Get your employees buy-in by having an official “Kick-Off.”  In a big company, this can be cumbersome, but I like to schedule kick-off meetings with managers and above so we can go through the assumptions, expectations, calendar, templates, and areas of particular importance with everyone that’s impacted. That way, I know we are all on the same page, and I am confident the process will be much smoother in the end.  I have all the templates and definitions ready before the meeting, and either hand them out then or email them to the group directly afterwards. Additionally, I’m always willing and available to help anyone at any level fill out their templates.  It takes more of my time up front, but it makes the process more successful all the way around. And all parties are now vested in the process.

Big Items Matter; focus most of your attention on them.  Ultimately, a budget is a best guess on any given day, but guessing about nickels and dimes is a fruitless endeavor.  In general, I like to worry about four things the most – headcount, capital expenditures, contractual commitments and outside contractors.  Each industry will have unique practices that make a couple of other things rank higher than the others.  For example, in a biotech that is conducting clinical trials, you will want to know how many patients are expected in the upcoming year and how much it costs to include a single patient in the trial.  Those costs can be considerable and should be accounted for as accurately as possible.  By being confident about annual expenditures on the 3-5 big ticket items at the top of your company’s list, you will improve the accuracy of your budget.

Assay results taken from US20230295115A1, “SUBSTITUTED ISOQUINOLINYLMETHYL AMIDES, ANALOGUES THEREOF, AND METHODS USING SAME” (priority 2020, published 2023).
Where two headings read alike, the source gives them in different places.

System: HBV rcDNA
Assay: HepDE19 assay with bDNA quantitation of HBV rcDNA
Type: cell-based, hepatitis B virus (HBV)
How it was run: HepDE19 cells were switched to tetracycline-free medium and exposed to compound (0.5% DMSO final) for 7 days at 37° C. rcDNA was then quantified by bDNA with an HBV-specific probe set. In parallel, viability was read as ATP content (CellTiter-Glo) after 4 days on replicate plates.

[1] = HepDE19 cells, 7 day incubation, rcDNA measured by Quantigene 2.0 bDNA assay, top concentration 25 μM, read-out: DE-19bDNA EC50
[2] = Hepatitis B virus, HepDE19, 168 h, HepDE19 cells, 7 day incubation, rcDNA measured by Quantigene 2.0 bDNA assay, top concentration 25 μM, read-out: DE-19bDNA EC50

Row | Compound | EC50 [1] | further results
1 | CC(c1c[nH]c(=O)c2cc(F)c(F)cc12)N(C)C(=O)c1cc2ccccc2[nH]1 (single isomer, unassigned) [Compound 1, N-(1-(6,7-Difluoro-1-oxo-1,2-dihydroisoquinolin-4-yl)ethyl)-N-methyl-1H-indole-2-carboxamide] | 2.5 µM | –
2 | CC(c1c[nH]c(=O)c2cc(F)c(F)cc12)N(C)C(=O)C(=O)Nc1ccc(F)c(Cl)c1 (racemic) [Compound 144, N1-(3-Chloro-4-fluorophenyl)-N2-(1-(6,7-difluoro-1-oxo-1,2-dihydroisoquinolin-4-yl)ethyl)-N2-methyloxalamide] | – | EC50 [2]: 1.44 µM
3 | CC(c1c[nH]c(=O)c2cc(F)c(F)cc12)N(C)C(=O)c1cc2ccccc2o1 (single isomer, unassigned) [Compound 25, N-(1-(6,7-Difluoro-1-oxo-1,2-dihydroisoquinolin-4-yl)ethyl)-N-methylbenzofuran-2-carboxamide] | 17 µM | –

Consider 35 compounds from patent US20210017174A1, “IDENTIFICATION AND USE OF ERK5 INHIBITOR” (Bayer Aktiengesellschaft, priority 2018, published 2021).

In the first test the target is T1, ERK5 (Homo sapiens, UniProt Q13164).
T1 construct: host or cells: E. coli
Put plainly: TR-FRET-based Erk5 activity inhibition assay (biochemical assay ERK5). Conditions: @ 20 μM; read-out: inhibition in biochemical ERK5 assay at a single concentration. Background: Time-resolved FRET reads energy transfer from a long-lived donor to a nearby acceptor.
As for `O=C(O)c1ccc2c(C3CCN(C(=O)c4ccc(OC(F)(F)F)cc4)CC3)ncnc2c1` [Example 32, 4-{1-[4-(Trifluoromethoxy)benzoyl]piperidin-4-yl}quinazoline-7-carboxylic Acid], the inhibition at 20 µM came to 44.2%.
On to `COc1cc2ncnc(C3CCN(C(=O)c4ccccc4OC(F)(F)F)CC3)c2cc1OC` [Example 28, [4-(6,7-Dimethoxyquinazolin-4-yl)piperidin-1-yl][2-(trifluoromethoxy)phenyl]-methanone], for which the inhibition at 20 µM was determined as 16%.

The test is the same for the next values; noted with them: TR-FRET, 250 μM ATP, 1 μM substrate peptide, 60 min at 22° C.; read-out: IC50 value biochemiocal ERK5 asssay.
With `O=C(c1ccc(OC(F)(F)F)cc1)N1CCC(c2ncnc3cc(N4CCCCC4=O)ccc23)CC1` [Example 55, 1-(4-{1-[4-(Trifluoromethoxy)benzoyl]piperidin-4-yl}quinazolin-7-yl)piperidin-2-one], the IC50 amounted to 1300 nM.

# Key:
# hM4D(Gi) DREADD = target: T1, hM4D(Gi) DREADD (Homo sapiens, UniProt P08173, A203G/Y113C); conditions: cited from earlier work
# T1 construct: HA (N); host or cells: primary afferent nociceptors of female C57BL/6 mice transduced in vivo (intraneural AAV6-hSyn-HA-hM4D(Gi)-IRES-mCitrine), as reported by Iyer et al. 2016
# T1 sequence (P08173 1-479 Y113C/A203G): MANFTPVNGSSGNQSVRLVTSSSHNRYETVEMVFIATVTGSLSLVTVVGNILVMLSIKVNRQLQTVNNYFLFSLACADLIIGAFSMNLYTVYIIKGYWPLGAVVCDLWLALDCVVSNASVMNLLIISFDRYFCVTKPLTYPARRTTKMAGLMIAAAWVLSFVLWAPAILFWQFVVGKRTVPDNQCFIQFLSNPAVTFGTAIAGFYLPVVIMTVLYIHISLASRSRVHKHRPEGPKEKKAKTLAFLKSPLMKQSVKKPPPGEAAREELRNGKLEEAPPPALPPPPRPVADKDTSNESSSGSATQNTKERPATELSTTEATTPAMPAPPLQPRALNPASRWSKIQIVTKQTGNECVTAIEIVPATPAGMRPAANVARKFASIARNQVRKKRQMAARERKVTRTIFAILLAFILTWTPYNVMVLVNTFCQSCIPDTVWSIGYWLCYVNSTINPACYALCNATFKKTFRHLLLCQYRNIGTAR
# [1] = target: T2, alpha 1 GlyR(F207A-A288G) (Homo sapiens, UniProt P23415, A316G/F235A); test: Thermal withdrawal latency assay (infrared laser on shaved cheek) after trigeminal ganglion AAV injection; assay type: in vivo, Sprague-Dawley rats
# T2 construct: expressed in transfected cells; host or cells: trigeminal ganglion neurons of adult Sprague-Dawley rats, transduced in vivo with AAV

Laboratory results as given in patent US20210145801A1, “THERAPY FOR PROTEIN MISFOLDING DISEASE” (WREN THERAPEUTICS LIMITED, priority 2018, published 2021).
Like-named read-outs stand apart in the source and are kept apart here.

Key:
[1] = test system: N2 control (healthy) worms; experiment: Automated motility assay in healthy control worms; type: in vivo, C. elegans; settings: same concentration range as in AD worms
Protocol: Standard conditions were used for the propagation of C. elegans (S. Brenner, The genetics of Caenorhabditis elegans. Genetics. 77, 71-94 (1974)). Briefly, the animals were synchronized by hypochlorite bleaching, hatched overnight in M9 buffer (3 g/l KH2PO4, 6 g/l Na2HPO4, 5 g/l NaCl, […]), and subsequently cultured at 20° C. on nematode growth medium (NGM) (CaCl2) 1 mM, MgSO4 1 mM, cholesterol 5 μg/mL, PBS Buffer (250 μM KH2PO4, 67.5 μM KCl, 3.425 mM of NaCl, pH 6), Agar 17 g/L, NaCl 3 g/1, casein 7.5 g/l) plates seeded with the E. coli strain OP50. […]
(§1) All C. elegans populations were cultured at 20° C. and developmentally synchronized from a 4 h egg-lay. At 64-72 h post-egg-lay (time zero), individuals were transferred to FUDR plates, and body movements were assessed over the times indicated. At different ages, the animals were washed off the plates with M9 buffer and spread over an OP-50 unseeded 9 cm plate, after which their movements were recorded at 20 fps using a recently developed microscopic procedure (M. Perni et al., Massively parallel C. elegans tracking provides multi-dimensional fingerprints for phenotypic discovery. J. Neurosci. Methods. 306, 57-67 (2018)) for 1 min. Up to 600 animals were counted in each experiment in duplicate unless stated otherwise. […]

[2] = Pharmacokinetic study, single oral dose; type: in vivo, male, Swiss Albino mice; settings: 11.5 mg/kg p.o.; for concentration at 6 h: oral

Be involved.  Don’t wait until the deadline comes to check in with people and make sure things are going smoothly.  When I have people reporting to me, I have them check in with each department manager once a week to make sure they are hitting their milestones.  If I don’t have people reporting to me, I do it myself.  Treat budget owners like customers, and the process will go better for everyone involved.  Be ready to help your customers, and the final product will be much more accurate and useful.

Have a review

Ask tough questions.  I like reviews after the submissions have been received.  Each department manager comes in front of at least the CFO and the Finance department, hopefully, a broader range of leaders, and presents their budget and supports their annual budget submission.  I find if people know they have to support their product, they will do a more thoughtful job of compiling their budget.  It also makes them more knowledgeable about variances as the year progresses.

Hire Good Help

Have one or more great finance analyst working with you.  Nothing makes budgeting easier than having great finance employees helping with the process.

Turn around the budget quickly

I have never met a CFO who wanted you to take your time and get back to them at your leisure with the results of the annual budget process.  We have a strict policy of turning around, at least the bottom line numbers, by noon the day after submissions are due. We know that if we give managers until “noon on September 22nd” it means we will be working until the wee hours to turn the budget quickly.  I never mind because, to me, it’s game day.  If the number is in the right range, the CFO can relax and worry about something else.  If it is out of range the CFO can be out solving problems early.  By the end of the second day you should have totals by account by department and a comparison to YTD, or last year total expenditures, or some other bench mark.  The full compilation and reporting process should take less than a week.  If reviews are scheduled, it is helpful to know in advance if you have any issues with a certain department’s budget request.

Communicate fully

Communicate throughout the entire process.  If you keep everyone in the loop, everyone from the CEO to the person compiling the budget, you will all be better able to meet each others’ needs, the budget will be more accurate, and the experience will go better and more smoothly for all involved. Your budget is your roadmap for your near future. Invest in it wisely.